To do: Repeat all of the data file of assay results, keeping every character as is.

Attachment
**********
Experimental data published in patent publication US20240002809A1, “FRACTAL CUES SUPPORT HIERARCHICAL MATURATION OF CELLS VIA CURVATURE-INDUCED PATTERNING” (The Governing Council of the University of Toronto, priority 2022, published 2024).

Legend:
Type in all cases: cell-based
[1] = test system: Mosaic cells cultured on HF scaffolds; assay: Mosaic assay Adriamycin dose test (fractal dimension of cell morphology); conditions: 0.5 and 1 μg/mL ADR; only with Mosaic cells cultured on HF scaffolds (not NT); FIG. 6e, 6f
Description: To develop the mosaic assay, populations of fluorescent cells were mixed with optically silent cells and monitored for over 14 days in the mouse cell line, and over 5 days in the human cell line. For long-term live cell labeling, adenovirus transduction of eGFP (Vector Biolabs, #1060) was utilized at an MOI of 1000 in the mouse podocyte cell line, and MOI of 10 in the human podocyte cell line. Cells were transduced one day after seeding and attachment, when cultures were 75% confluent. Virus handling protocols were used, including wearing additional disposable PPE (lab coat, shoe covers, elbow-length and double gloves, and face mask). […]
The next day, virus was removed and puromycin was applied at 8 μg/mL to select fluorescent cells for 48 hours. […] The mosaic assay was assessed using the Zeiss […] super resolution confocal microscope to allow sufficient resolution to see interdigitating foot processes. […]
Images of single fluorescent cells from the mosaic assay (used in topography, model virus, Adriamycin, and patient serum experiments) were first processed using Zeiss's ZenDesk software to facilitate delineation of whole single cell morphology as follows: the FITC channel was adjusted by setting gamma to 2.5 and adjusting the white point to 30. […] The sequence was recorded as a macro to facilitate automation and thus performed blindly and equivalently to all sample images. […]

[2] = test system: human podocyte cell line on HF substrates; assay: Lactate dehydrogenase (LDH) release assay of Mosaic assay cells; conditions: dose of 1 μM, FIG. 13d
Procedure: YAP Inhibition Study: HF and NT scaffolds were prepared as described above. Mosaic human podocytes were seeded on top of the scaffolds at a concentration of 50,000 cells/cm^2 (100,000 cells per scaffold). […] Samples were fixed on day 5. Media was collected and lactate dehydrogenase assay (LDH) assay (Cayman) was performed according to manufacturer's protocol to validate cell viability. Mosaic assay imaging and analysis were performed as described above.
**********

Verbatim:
Experimental data published in patent publication US20240002809A1, “FRACTAL CUES SUPPORT HIERARCHICAL MATURATION OF CELLS VIA CURVATURE-INDUCED PATTERNING” (The Governing Council of the University of Toronto, priority 2022, published 2024).

Legend:
Type in all cases: cell-based
[1] = test system: Mosaic cells cultured on HF scaffolds; assay: Mosaic assay Adriamycin dose test (fractal dimension of cell morphology); conditions: 0.5 and 1 μg/mL ADR; only with Mosaic cells cultured on HF scaffolds (not NT); FIG. 6e, 6f
Description: To develop the mosaic assay, populations of fluorescent cells were mixed with optically silent cells and monitored for over 14 days in the mouse cell line, and over 5 days in the human cell line. For long-term live cell labeling, adenovirus transduction of eGFP (Vector Biolabs, #1060) was utilized at an MOI of 1000 in the mouse podocyte cell line, and MOI of 10 in the human podocyte cell line. Cells were transduced one day after seeding and attachment, when cultures were 75% confluent. Virus handling protocols were used, including wearing additional disposable PPE (lab coat, shoe covers, elbow-length and double gloves, and face mask). […]
The next day, virus was removed and puromycin was applied at 8 μg/mL to select fluorescent cells for 48 hours. […] The mosaic assay was assessed using the Zeiss […] super resolution confocal microscope to allow sufficient resolution to see interdigitating foot processes. […]
Images of single fluorescent cells from the mosaic assay (used in topography, model virus, Adriamycin, and patient serum experiments) were first processed using Zeiss's ZenDesk software to facilitate delineation of whole single cell morphology as follows: the FITC channel was adjusted by setting gamma to 2.5 and adjusting the white point to 30. […] The sequence was recorded as a macro to facilitate automation and thus performed blindly and equivalently to all sample images. […]

[2] = test system: human podocyte cell line on HF substrates; assay: Lactate dehydrogenase (LDH) release assay of Mosaic assay cells; conditions: dose of 1 μM, FIG. 13d
Procedure: YAP Inhibition Study: HF and NT scaffolds were prepared as described above. Mosaic human podocytes were seeded on top of the scaffolds at a concentration of 50,000 cells/cm^2 (100,000 cells per scaffold). […] Samples were fixed on day 5. Media was collected and lactate dehydrogenase assay (LDH) assay (Cayman) was performed according to manufacturer's protocol to validate cell viability. Mosaic assay imaging and analysis were performed as described above.